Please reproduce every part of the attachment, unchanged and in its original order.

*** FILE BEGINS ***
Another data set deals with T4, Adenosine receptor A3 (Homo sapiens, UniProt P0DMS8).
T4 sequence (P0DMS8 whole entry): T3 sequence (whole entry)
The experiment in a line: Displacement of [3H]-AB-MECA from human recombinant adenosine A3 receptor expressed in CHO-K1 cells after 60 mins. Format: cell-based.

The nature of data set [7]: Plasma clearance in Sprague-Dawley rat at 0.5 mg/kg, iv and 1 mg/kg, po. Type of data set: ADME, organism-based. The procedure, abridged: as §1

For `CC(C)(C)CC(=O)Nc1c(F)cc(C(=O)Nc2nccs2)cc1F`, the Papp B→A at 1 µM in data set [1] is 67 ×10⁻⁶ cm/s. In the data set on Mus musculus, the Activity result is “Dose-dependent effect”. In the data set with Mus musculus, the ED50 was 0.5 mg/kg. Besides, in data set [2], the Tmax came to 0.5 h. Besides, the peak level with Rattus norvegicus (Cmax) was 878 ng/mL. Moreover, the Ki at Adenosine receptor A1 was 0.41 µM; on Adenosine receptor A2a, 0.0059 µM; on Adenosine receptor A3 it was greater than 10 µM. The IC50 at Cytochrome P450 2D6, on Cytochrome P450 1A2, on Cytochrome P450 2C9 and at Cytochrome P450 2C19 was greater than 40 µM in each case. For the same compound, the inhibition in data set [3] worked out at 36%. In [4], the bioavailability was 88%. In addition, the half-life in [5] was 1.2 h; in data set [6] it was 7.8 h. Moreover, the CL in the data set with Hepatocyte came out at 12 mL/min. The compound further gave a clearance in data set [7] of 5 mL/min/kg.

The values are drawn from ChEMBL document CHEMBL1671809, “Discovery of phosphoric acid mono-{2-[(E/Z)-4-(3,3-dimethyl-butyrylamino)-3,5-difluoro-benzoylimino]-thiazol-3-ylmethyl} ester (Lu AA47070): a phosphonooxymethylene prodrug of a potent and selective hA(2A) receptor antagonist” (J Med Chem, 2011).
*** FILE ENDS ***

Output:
Another data set deals with T4, Adenosine receptor A3 (Homo sapiens, UniProt P0DMS8).
T4 sequence (P0DMS8 whole entry): T3 sequence (whole entry)
The experiment in a line: Displacement of [3H]-AB-MECA from human recombinant adenosine A3 receptor expressed in CHO-K1 cells after 60 mins. Format: cell-based.

The nature of data set [7]: Plasma clearance in Sprague-Dawley rat at 0.5 mg/kg, iv and 1 mg/kg, po. Type of data set: ADME, organism-based. The procedure, abridged: as §1

For `CC(C)(C)CC(=O)Nc1c(F)cc(C(=O)Nc2nccs2)cc1F`, the Papp B→A at 1 µM in data set [1] is 67 ×10⁻⁶ cm/s. In the data set on Mus musculus, the Activity result is “Dose-dependent effect”. In the data set with Mus musculus, the ED50 was 0.5 mg/kg. Besides, in data set [2], the Tmax came to 0.5 h. Besides, the peak level with Rattus norvegicus (Cmax) was 878 ng/mL. Moreover, the Ki at Adenosine receptor A1 was 0.41 µM; on Adenosine receptor A2a, 0.0059 µM; on Adenosine receptor A3 it was greater than 10 µM. The IC50 at Cytochrome P450 2D6, on Cytochrome P450 1A2, on Cytochrome P450 2C9 and at Cytochrome P450 2C19 was greater than 40 µM in each case. For the same compound, the inhibition in data set [3] worked out at 36%. In [4], the bioavailability was 88%. In addition, the half-life in [5] was 1.2 h; in data set [6] it was 7.8 h. Moreover, the CL in the data set with Hepatocyte came out at 12 mL/min. The compound further gave a clearance in data set [7] of 5 mL/min/kg.

The values are drawn from ChEMBL document CHEMBL1671809, “Discovery of phosphoric acid mono-{2-[(E/Z)-4-(3,3-dimethyl-butyrylamino)-3,5-difluoro-benzoylimino]-thiazol-3-ylmethyl} ester (Lu AA47070): a phosphonooxymethylene prodrug of a potent and selective hA(2A) receptor antagonist” (J Med Chem, 2011).